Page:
Read part 2 in our series on hybrid working and productivity - businesses must embrace the world's new way of working post pandemic.
In our first blog Adopt a structured hybrid model to maximise productivity we looked at how the hybrid working model may impact on business productivity. In this blog we discuss what systems and processes organisation will need to set up to look after the individual and the business.
So the business headlines report that some of the big guns in the City are not enforcing a 100% return to the London jungle. However, there is still recognition that a part-return to the office environment is beneficial. Whilst the pandemic has proved that companies can continue to operate even if staff are not all in the same building, there are concerns that the flow of creativity, personal development and social interaction is severely compromised.
According to a survey of 61,000 Microsoft employees, creativity and collaboration have been thwarted by remote working. Reported in ZDNet ‘Remote working is making productivity and innovation harder’, outside of immediate teams, interaction and the exchange of information has been significantly affected.
Following on from Microsoft’s findings, it’s important to consider how communication must evolve - it’s not just about ensuring Zoom, Google Meet, Microsoft Teams and the like can host online meetings. Employers will need to take proactive measures to try to help employees acquire and exchange new information across teams and working groups, so that productivity, creativity and innovation are not impacted.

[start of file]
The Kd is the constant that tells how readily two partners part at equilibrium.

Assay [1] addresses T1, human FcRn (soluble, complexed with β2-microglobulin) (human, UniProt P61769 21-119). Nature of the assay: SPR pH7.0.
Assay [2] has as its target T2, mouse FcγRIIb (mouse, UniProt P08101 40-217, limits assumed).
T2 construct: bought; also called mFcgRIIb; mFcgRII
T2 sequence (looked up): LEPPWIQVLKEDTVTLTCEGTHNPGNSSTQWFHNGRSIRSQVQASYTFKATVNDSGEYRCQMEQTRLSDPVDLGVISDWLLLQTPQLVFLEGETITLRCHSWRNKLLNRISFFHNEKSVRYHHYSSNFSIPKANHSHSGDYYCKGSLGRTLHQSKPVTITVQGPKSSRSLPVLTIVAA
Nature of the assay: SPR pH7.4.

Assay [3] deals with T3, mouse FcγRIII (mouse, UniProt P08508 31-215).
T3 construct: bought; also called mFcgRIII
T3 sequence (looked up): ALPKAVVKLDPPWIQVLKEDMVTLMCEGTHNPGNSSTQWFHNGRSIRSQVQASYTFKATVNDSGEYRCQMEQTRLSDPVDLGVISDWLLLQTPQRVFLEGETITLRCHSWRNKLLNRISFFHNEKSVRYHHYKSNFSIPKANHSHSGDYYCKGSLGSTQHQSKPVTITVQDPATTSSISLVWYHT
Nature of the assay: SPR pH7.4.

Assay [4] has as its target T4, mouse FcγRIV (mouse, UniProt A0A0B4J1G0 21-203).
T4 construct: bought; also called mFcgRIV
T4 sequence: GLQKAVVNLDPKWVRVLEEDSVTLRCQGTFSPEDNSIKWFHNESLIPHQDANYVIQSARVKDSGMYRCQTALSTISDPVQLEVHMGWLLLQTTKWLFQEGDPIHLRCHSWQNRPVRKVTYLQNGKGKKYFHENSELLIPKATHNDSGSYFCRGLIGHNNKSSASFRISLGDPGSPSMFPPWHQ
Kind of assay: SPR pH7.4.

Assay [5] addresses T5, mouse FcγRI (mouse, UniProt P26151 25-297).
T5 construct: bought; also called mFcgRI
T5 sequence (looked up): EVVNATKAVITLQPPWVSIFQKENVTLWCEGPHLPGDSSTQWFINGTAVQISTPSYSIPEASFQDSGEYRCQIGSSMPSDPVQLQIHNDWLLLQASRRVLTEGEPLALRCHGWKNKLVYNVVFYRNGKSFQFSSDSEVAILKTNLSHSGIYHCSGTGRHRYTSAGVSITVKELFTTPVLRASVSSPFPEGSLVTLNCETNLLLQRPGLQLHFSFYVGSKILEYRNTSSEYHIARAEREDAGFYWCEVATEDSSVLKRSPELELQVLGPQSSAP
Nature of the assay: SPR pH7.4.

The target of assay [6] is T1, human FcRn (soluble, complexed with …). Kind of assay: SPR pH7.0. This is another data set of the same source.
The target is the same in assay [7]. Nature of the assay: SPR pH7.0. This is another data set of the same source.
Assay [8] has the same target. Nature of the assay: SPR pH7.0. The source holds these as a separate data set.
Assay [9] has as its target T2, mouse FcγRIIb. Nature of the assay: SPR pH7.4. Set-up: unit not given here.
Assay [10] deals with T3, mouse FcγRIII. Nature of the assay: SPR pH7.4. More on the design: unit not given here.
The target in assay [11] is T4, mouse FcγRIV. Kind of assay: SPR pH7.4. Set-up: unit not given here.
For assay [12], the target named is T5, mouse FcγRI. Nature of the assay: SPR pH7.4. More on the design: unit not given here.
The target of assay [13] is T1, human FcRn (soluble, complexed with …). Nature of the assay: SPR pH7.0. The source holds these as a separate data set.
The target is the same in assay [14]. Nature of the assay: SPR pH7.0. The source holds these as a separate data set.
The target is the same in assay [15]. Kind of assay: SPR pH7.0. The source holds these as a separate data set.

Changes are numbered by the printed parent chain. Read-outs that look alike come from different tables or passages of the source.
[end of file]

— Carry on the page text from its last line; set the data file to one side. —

The challenge, argue social observers resides with managers and how they embrace hybrid working to maximise productivity.
A balance between the two - office versus home working will, however, do more to prevent burnout through working long hours, especially for the twenty-somethings just starting out on their career path. As we all know - working long hours does not always equal a job well done. And by offering some degree of workplace experience companies will offer much needed routine and structure - especially to school leavers and new recruits.
David Spencer, a professor of labour economics at Leeds University argues the point:
“A culture of presenteeism is not good for employee wellbeing, it’s not good for productivity either.” Establishing a hybrid working policy would “present an alternative to that sort of regressive, toxic culture.”
Developing a structured hybrid working model
In an article on the Harvard Business Review website, ‘Let’s redefine “Productivity” for the hybrid era’, business leaders are encouraged to adopt a structured hybrid model to address the issue of collaboration. Teams should be allocated compulsory time slots for collective office working. The flexible working model remains in place but with some caveats. Perhaps at the start of a major project, where team members are required to brainstorm, think creatively, problem solve and exchange or transfer knowledge, then in-office, face to face meetings are mandatory. In essence, managers should be looking at “optimizing the conditions that spur innovation.” By all means offer flexible hours; teams can agree days and times that work for them as a group but don’t adopt a ‘come and go as you please’ work model.
And in conjunction with the structured hybrid model, managers should be working with their HR team to develop management support initiatives whereby regular and effective communication with direct reports is implemented and maintained. Establish with individuals their workstyle - how and when they like to work - when are they at their most productive?
Managers should encourage regular breaks, time away from the desk for physical activity, appreciate childcare and family commitments. As we all know, productivity is severely impacted upon when individuals are struggling with feelings of isolation and morale is low. We don’t want to find ourselves back in Stage 2 when employees were experiencing feelings of burnout.